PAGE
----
Introduction: Cheap Homemade Laundry Detergent
When we had our first kid, I was blown away by how much laundry we did - onesies, bibs, sheets, etc. It nearly doubled our laundry. Being budget-conscious, my wife and I looked for ways to save. We'd heard about making your own detergent, but thought it might be a hassle. We also had sensitive skin and scent to worry about.
After some searching, we came across a blog post with a recipe for how to make our own and decided to give it a shot. After trying it a few times, we had to share our experience and encourage everyone to try it. I hope you'll read along and give it a try yourself!
Step 1: Supplies
- (6) 5oz bars fels naphtha soap ($.98/ea)
- (1) 76oz box 20 mule team borax ($3.97)
- (1) 55oz box arm & hammer washing soda ($3.95)
- (12) 1qt mason jars
- Food Processor
- Large stock pot
- Stand mixer
Our grocery stores don't consistently carry the ingredients, but Wally World always has them on hand (usually on the bottom or top shelf in the powdered detergent section. Note that the prices online are much higher - your mileage may vary.
If you're purchasing mason jars specifically for this, the wide mouth jars are easier to scrape the detergent out of, but either style will work. You can get by with other size containers - even reusing gallon size ice cream buckets. Just make sure you have a well sealed lid since this will dry out and be a little crusty if you don't. It won't affect the cleaning power of the detergent, but could make it more difficult to spoon out.
Step 2: Making Soup With Soap
Put about 4.5 quarts water in the stock pot and turn the heat up just under high - we don't want it to boil under any circumstances. While this is heating, unwrap and chop the bars of soap. The food processor will make quick work of the small hunks. If you have a grating blade, that would be helpful, but the regular chopping blade will do.
The water should be nice and warm by the time we've processed all the soap, so we'll add it to the water and stir to melt it slowly. Let it melt for about 20 minutes. Don't worry if it doesn't all completely melt. Turn off the heat, but leave the pot in place. Now stir in the borax and washing soda until they are mostly dissolved - you'll want to stir constantly and pour slowly for best results.
Uncap all your jars and divide the soap evenly. To reduce mess, use a funnel in the jar and dip/pour with a measuring cup or ladle. It's important to distribute the soap into jars fairly evenly. Add water up to the shoulder of the jars, where they begin to taper. Now add the lids and set aside to settle for a few hours.
Don't be alarmed when they separate. We'll fix that in the next step.
Step 4: Whip It
The detergent should be set up pretty hard by now, at least on top. You may need to slice through it wth a butter knife to get it out, and then dump the contents into your mixer. Swish a couple ounces of very warm water in the jar to get the crystals and bits left in the jar, and add to the mixer.
Our Kitchenaide stand mixer has the capacity for three quarts, but the splash guard is a hassle, so to keep from sloshing soap suds all over the counter, we stick to 2 quarts at a time. Starting at a slow speed, whip the mixture thoroughly while gradually increasing speed. We'll end up with a thick paste. Be sure to scrape the sides to get everything blended. Now we just evenly divide this back into the Mason jars and repeat until they're all done.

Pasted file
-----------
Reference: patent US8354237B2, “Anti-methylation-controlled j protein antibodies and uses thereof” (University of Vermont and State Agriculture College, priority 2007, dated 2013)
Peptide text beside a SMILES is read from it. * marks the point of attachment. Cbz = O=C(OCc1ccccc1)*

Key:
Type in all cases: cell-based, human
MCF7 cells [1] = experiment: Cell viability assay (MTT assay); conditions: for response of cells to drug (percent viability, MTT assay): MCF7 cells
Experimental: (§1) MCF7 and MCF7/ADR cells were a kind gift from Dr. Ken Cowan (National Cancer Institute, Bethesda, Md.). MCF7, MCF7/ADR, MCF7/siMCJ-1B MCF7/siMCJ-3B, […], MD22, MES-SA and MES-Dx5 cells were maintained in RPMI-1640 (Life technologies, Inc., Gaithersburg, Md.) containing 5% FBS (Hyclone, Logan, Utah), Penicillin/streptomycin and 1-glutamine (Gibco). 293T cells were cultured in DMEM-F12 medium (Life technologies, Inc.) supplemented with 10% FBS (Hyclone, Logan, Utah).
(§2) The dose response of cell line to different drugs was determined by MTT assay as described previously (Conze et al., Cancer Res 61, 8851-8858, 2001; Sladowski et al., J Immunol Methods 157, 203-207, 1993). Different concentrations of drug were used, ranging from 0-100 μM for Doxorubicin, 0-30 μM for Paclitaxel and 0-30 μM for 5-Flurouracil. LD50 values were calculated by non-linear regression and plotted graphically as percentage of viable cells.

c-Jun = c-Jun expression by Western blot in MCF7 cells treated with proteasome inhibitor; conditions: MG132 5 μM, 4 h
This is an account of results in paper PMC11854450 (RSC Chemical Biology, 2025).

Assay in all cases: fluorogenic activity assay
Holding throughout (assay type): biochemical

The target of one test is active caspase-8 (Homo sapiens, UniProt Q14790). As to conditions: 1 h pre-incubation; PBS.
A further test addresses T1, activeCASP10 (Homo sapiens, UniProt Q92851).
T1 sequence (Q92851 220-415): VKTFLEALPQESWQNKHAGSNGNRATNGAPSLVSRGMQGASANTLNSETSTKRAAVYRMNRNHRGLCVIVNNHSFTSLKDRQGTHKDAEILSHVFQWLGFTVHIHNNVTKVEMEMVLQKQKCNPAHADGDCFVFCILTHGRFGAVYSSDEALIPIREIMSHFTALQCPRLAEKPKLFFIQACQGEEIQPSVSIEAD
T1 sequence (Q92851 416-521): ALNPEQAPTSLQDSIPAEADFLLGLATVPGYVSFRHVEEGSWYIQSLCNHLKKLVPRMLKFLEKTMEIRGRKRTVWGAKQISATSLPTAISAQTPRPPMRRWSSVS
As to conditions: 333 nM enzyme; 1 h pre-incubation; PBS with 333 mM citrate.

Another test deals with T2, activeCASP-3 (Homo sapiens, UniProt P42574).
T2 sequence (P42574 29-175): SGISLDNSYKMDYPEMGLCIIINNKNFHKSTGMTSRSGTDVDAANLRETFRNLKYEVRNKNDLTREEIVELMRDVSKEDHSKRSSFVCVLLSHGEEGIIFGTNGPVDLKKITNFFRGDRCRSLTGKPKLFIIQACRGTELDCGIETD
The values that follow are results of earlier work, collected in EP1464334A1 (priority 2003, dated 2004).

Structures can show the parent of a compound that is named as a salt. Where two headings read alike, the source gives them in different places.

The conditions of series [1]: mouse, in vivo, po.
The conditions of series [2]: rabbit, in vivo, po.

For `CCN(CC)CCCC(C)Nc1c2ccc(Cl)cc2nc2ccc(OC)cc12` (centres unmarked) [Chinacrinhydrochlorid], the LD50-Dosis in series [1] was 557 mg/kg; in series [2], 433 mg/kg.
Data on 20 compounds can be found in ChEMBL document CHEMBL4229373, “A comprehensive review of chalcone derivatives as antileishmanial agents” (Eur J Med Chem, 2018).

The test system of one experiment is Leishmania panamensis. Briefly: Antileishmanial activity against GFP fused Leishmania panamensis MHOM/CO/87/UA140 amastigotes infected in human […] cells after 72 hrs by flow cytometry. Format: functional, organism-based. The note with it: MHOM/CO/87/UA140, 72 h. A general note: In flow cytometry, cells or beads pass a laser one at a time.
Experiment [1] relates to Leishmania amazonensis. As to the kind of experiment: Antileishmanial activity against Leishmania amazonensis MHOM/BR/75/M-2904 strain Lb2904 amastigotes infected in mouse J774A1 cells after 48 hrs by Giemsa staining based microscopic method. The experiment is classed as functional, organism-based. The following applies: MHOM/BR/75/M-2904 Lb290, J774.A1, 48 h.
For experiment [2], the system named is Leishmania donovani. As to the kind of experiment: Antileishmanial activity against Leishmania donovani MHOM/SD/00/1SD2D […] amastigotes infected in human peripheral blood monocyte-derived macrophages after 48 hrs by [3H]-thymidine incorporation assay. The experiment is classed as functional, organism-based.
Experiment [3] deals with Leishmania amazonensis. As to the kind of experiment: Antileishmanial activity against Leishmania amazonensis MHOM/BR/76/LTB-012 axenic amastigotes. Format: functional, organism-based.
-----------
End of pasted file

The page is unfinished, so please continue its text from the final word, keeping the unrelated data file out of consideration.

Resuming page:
Step 5: Final Yield
Our detergent is concentrated enough to use one tablespoon per load of laundry.This recipe yields 12 quarts (3 gallons) of detergent which equals 768 loads. My total cost was $13.72, including sales tax. Less than $.02 per load!
Since this is stored in clear jars, it's very easy to tell how much you still have on hand -- no more running out before the final load! It also allows us to reuse the container, which is better than even the recyclable HDPE that store bought comes in -- which is heavier to transport by load count since store bought detergent is mostly water.
It's soft enough to use a plastic spoon, and since it was premixed/dissolved with water, it shouldn't leave any residue on clothing. We've personally been using this in regular top loading washers for several years, but have also confirmed that it works well with high efficiency and front-loaders; just add it directly to the clothes instead of any dispenser yours may have.
The ingredients are free of any additives, so we've been using it in place of free & clear or dreft soaps, even with our babies and adults with sensitive skin. We like the clean, light fragrance of the soap, but sometimes add a sachet to the dryer for an added scent. I've seen talk online of adding essential oils to the recipe, but we haven't tried it -- I'd assume you'd want to add it during the final whipping process.
Have you tried making your own? I'd love to hear from you with any questions or comments! If you liked this instructable, be sure to vote for it and check out my others covering everything from sock puppets to book shelves.